I’m still here, I’m alive, and I’m loving every minute of it so far.  I have so many updates I don’t know where to begin.  I was hoping to post this blog two weeks ago but it seems like I don’t have time for anything other than cleaning and school work.  It’s easy to say that I’m never bored here; there is always something to do/something to clean.  I feel guilty if I’m not studying or making lesson plans or cleaning.  Before coming here I wouldn’t have felt guilty for relaxing or just hanging out.  It’s so different here.  I watch the girls at the school do their chores three-four times a day, every single day.  They are always so busy cleaning or scrubbing something that I feel like I should be doing that at home.  I like to think that I’m learning more than just Spanish from the girls – seeing how much they clean makes me clean more.  Before here I wouldn’t have swept my bedroom floor multiple times during the week, or iron my clothes, or clean bathrooms, or take care of the garden, etc… At home I usually clean my room, do my laundry, and help out if needed.  I’ve always relied on my mom to do the rest of the cleaning.  It’s definitely different now that I’m living on my own, especially in this country where all I see are people cleaning and in a few hours cleaning the same things over again.

I can’t believe it’s been over a month since I’ve been here – sometimes it feels like I’ve always been here because I’m so comfortable with the girls and the school community.  It’s easy to say that my favorite part of Honduras is being at the school with all the girls and the sisters.  It’s difficult to put into words the feeling I have while I’m at the school because words can’t express something so amazing and wonderful.  It’s a constant happiness with the girls.  I’ve had times where I’ve been stressed with my classes and angry because I didn’t understand the material, but overall the feeling of happiness never leaves.  There are smiling faces all over the school from day until night.  There have been mornings where I’ve gotten to the school at 6 to finish work and I’m still half asleep and dreading the start of the day, but as soon as I enter the school there are usually 6-7 girls there to welcome me with bright eyes and smiles.  The girls are the first people I say hello to in the morning and last I say goodnight to – they are the best start for each morning and the best way to end the night. 

Teaching is… difficult, stressful, time consuming.  Making lesson plans are very, very time consuming.  Aside from translating the material into English for me, I need to break everything down into simple terms, be able to communicate the material easily to the girls, and be prepared for any possible questions in class.  I try to think of fun, interesting ways to keep their attention but sometimes Biology and Math don’t beat The Hunger Games or The Twilight Series.  Standing in front of the classroom is completely different from sitting behind a desk - I’m learning how to pay attention to each student’s individual needs and learning preferences; their strengths and weaknesses for subjects; how they learn best; what motivates them to learn; I’m slowly learning how to handle a class without having to tell someone to stop talking or behave.  The classes I thought I was teaching kept changing but I finally have a schedule now.  I’m teaching 10th grade Math, Biology, Biology Lab, and Chemistry; and 11th grade, Biology, Biology Lab, Philosophy and Math.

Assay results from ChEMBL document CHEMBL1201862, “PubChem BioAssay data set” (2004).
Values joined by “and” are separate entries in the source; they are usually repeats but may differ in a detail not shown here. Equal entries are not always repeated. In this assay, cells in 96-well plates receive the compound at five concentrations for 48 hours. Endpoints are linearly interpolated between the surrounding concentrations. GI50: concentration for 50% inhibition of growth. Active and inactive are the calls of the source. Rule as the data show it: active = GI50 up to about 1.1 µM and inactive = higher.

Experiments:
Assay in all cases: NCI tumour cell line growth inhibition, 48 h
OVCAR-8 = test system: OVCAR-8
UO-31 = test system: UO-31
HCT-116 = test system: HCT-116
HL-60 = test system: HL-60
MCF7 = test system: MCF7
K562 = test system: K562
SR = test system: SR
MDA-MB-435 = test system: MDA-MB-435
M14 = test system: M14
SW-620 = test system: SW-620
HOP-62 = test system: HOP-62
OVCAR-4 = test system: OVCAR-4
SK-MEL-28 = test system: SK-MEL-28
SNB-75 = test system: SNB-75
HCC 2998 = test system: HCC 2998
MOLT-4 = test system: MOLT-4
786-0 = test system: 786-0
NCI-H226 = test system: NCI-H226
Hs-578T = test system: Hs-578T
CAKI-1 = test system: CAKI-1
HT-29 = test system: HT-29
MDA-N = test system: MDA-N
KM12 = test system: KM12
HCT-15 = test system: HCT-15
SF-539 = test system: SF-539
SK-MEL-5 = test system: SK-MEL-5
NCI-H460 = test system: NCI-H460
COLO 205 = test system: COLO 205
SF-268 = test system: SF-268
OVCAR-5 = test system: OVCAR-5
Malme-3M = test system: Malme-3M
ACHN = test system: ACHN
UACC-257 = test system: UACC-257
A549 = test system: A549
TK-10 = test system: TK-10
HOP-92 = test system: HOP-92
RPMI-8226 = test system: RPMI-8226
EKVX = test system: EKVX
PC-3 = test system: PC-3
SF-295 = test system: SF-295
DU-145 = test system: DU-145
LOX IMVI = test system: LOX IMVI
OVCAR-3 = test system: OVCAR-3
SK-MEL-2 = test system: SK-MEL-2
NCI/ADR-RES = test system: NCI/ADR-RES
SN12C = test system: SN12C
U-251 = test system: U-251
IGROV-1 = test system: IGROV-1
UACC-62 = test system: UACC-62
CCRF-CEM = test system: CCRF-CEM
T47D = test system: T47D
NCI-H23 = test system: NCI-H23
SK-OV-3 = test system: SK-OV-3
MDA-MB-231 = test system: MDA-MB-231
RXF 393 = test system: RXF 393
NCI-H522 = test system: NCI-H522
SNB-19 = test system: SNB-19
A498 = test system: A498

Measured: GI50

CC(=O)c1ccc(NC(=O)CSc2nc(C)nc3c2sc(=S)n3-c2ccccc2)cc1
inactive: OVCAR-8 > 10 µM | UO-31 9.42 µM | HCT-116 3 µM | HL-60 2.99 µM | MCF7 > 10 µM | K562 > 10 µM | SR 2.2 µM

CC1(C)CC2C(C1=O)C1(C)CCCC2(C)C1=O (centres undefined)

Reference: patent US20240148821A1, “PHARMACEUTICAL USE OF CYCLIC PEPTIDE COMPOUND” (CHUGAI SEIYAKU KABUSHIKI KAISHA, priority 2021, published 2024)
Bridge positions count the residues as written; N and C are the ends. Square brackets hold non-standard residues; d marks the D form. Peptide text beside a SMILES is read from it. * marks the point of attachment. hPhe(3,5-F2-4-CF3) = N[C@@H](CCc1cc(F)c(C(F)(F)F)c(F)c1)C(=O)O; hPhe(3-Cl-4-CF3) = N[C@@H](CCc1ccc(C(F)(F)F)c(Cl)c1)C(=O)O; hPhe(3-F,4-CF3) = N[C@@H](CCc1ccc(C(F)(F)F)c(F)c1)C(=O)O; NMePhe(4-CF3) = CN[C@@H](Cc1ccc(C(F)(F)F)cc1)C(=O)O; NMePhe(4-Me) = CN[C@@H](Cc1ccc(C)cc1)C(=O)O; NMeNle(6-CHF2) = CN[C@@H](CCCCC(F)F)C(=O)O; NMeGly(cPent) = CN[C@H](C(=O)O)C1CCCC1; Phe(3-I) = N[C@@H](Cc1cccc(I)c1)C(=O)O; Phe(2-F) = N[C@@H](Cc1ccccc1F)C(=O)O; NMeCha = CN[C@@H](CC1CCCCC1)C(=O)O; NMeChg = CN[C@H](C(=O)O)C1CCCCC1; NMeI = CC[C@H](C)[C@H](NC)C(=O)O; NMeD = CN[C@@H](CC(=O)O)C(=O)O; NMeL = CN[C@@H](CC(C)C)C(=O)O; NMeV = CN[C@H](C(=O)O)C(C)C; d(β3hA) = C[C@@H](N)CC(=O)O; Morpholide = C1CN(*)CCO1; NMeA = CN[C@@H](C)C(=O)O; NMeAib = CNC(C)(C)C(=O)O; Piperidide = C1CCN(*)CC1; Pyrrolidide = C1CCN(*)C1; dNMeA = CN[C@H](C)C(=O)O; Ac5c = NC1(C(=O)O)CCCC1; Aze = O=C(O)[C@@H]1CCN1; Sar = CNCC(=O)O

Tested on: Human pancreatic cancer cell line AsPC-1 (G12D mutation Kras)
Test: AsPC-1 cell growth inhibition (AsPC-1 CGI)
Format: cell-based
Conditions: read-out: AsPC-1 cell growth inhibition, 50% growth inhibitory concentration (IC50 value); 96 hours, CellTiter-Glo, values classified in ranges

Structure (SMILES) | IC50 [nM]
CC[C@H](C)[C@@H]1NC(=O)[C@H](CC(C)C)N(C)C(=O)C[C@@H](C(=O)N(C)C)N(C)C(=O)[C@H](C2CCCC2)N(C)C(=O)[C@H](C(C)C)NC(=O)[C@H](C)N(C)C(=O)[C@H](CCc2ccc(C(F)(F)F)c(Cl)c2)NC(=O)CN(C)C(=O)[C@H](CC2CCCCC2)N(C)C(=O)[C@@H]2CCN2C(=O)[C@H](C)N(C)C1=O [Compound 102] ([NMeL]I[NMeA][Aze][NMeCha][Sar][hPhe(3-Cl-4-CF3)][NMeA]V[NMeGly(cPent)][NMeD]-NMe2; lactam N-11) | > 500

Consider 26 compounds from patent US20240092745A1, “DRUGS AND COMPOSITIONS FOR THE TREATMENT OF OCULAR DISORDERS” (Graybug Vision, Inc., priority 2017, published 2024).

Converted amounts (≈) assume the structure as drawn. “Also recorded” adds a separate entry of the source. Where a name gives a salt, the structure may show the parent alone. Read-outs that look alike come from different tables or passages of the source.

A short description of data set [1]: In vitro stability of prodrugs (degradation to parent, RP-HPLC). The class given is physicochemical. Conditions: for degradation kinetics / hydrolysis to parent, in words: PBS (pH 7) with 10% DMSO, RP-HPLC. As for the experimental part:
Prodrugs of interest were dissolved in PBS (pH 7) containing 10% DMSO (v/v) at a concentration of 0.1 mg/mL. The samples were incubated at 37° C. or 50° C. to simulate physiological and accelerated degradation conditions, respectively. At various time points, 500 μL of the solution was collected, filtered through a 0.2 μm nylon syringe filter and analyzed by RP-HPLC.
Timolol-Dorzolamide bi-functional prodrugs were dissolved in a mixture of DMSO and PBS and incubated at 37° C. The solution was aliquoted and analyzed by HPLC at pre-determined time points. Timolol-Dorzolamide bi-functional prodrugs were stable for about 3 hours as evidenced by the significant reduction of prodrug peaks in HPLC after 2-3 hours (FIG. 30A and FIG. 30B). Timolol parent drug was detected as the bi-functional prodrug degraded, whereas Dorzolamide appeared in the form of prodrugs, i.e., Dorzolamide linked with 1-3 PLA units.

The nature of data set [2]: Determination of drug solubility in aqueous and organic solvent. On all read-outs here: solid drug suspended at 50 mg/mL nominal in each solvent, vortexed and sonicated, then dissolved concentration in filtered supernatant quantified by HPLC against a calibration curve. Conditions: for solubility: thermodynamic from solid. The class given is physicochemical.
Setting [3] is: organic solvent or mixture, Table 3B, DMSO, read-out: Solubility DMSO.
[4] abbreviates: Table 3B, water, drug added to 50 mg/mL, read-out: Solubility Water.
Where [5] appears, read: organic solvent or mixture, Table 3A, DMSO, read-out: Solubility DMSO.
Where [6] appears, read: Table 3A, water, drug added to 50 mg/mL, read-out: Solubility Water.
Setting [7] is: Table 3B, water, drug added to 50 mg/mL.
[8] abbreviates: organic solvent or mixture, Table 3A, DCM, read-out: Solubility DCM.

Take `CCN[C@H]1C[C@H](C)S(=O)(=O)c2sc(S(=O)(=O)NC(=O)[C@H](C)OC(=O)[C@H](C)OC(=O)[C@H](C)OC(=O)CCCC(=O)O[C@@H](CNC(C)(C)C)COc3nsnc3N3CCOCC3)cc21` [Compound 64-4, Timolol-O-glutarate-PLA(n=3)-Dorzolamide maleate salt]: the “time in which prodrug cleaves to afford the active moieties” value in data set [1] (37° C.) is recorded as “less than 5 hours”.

So far the hardest class for me to teach is Philosophy.  I hated taking Philosophy in high school and college because I thought the material was boring and I never knew what to say.  I thought I would hate Philosophy but instead I really enjoy teaching it.  I think it’s because I can ask all the questions now and wait for responses.  The biggest goal I have this year is to make my students think.  The school systems here don’t teach students to think, to question, to explore.  Instead, they give a book and a CD for the students memorize the material, sometimes without understanding it.  They know the information on the CD, take the test, and pass.  The CD is so boring and just reading the textbook isn’t exactly helping them learn.  The girls here don’t realize they can do so much more because no one lets them know that.  All they need is a little push in the direction they’re looking for and support.  They were never taught how to learn, only to memorize which is incredibly frustrating when in class.  They have the lifestyles of their guardians memorized; if they don’t learn to grow and expand their minds, there won’t be any future change in their current lifestyles.

My first day of Philosophy I wrote on the board WHAT is Philosophy?  After no answer and blank stares they finally said they didn’t know anything about the subject.  Once they said that I wrote WHY are we learning Philosophy?  WHY are you at CMP?  WHY do you want to learn?  I think they got the hint that it’s all about asking questions.  We talked about the questions, but I received very general answers.  When asked: Why are we learning Philosophy, the responses were because the school makes us; however, they didn’t understand the importance of learning about the subject.  When I asked why the girls were at CMP/why do they want to learn it was because they need to learn, they hope to go to the university and eventually work after.  I don’t think the girls realize what they can do because of learning and expanding their minds.  I try to push them to give me more in depth answers, to make them use different words, to find different reasons for things – it’s difficult to break through to them.  I don’t know if it’s because they don’t feel comfortable talking in class or they aren’t confident in their responses or they really don’t know what to say.  I try to stress the fact that there aren’t correct or incorrect answers in Philosophy; it all depends on how you interpret questions, passages, or quotations and create your own responses, meanings, and understandings.  Class normally consists of myself and one other student talking the entire time.  When a student says something I keep questioning her and forcing her to think.  I don’t want my students to feel uncomfortable, I want them to expand their knowledge and look to find new, deeper meanings, I won’t let them look at what’s directly in front of them.